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While the new TVs are better in most respects, with improved display quality, HDR support and a more refined user experience, the end result is still weighed down by Amazon's reliance on third-party manufacturers and less expensive hardware. While the sub-$500 price is a strong selling point, it introduces some weaknesses that make it hard to recommend Amazon's solid smart TV platform, seeing as it's tied to less-impressive hardware.
Editors' Note: (Updated April 18, 2019) Amazon and Google have made up, and YouTube is now available on Amazon Fire TVs, fixing one of our biggest problems with the Amazon-powered smart TV.
Toshiba 55-inch 4K Fire TV Edition (55LF621U19) Specs
|3840 x 2160
|3 HDMI, 1 USB
|2 x 10-watt channel
|Smart TV Software
|Fire TV OS
|28.7 x 49.1 x 3.7 inches
The 55LF621U19's design is quite basic, with a fairly thick plastic cabinet. Without the stand, the TV measures 28.7 x 49.1 x 3.7 inches and weighs 32.4 pounds. The back of the TV cabinet is simple black plastic, but it's not one single piece.
The rear panel is actually several separate pieces held together with visible screws, and the entire display cabinet is pretty chunky, thicker than the TCL Roku 55-inch 55S405 (3.0 inches) or the Insignia 55-Inch Roku TV (3.5 inches).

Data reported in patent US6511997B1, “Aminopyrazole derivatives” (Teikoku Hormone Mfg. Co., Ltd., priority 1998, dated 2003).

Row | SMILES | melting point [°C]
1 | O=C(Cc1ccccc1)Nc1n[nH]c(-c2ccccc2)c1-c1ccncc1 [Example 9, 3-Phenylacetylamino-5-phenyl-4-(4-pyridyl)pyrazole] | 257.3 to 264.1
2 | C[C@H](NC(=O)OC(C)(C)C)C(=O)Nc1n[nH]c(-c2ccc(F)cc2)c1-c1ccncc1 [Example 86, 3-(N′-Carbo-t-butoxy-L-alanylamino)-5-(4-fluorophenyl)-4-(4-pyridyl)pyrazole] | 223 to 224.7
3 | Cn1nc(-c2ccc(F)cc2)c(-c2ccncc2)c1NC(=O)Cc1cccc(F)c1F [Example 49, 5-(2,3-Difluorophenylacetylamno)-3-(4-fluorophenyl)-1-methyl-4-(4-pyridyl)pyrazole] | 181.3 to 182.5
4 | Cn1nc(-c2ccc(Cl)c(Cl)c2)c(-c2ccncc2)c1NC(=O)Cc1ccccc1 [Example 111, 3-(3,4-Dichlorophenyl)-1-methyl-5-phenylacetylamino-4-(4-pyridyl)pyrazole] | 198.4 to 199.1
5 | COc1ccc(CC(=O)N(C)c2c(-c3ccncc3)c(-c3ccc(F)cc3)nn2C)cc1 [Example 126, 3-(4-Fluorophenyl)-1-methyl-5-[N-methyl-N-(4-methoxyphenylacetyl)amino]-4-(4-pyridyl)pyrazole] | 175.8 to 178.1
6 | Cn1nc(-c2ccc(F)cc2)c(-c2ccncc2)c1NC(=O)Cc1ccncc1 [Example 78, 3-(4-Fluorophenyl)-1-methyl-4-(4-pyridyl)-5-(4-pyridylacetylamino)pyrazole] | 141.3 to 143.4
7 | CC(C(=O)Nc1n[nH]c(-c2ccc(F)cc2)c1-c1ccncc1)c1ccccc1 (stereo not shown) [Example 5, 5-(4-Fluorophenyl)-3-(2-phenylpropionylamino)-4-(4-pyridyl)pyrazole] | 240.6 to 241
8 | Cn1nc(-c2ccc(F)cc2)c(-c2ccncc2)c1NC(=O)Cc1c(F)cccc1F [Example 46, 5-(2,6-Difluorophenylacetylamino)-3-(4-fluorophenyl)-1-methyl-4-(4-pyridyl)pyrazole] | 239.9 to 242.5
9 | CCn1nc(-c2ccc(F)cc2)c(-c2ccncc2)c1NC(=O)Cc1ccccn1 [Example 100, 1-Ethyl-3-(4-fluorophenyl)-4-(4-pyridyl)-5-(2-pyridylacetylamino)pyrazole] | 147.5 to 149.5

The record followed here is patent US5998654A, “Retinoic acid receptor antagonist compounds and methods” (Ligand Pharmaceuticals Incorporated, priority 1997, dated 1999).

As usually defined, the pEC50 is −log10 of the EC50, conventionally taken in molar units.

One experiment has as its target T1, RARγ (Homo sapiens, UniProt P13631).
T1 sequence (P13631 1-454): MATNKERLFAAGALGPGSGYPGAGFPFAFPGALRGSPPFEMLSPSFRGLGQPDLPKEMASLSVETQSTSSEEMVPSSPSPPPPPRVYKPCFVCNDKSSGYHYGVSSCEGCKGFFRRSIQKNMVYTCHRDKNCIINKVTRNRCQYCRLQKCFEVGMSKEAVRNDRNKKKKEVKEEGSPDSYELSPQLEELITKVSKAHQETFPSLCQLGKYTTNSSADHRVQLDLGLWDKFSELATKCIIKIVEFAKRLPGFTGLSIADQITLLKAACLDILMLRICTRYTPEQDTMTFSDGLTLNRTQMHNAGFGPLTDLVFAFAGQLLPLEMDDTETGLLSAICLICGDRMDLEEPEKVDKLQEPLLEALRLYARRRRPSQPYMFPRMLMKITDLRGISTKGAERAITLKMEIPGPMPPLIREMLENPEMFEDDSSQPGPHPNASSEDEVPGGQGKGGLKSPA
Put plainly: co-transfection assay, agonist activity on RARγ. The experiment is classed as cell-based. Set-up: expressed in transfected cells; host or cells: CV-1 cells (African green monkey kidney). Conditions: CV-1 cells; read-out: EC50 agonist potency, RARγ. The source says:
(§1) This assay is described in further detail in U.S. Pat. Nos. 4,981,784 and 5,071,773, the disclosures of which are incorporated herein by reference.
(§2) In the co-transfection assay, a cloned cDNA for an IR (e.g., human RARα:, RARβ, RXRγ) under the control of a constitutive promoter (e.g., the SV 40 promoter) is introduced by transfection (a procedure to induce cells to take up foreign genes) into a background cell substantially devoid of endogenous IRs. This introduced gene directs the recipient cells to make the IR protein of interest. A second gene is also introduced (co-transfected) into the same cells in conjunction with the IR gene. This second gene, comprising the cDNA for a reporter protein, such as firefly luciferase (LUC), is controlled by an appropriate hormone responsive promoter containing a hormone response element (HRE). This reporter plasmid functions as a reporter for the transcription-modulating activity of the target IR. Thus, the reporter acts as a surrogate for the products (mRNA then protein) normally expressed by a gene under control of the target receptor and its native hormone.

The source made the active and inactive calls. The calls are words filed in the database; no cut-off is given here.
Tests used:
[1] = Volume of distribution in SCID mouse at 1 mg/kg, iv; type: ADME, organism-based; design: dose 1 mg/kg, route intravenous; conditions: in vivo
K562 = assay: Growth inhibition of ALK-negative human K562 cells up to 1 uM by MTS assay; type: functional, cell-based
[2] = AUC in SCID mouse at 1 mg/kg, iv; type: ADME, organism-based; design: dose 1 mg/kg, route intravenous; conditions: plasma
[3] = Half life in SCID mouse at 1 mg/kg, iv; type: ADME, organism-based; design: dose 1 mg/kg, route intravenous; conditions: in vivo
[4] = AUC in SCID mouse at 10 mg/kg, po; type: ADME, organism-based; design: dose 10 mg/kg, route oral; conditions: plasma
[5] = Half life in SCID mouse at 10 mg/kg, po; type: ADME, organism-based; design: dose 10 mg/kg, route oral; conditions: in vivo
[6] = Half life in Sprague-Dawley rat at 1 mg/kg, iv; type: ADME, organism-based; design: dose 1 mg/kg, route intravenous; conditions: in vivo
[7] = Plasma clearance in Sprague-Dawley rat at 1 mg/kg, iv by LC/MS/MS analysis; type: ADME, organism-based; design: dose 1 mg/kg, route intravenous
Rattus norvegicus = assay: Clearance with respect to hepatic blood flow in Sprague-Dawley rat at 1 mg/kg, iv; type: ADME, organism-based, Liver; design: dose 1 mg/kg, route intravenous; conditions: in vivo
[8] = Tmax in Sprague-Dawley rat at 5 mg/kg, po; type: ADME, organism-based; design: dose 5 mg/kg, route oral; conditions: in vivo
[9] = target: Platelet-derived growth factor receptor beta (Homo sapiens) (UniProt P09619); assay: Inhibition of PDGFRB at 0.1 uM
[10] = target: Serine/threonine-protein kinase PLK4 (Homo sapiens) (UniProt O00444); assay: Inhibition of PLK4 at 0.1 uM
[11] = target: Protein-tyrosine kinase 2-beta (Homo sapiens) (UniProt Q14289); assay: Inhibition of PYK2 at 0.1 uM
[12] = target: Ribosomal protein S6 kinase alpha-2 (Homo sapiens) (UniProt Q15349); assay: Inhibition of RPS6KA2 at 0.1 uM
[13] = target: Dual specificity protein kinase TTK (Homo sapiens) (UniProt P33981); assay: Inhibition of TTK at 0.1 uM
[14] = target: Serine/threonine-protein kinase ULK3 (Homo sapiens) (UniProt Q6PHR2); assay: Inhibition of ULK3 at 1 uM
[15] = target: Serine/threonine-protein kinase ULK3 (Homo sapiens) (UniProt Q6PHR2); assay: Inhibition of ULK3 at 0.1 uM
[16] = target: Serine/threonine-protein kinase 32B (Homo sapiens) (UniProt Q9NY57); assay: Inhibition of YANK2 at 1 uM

The stand consists of two crescent-shaped feet, made of glossy plastic. While the stand seems fairly stable, it's not the most aesthetically pleasing design we've seen. The footprint of the stand measures 29 x 12 inches and raises the TV up 1.5 inches.
From the front, the 55LF621U19 has a very basic design, with glossy black bezels that are fairly wide (0.7 inch). In the center of the bottom bezel is a Toshiba logo, while a single button for power and input selection gives you a physical control if your remote isn't handy.
The rear panel also has holes to accept a 200-millimeter x 300-millimeter VESA mount, should you want to hang it on the wall or attach a flexible mounting arm.
On the left-facing side, you will find one USB port, three HDMI ports (including one with Arc support), a optical digital audio port, and a headphone jack. While we wish these ports were closer to the edge of the screen — they are more than a foot in from the edge — they are at least visible and accessible.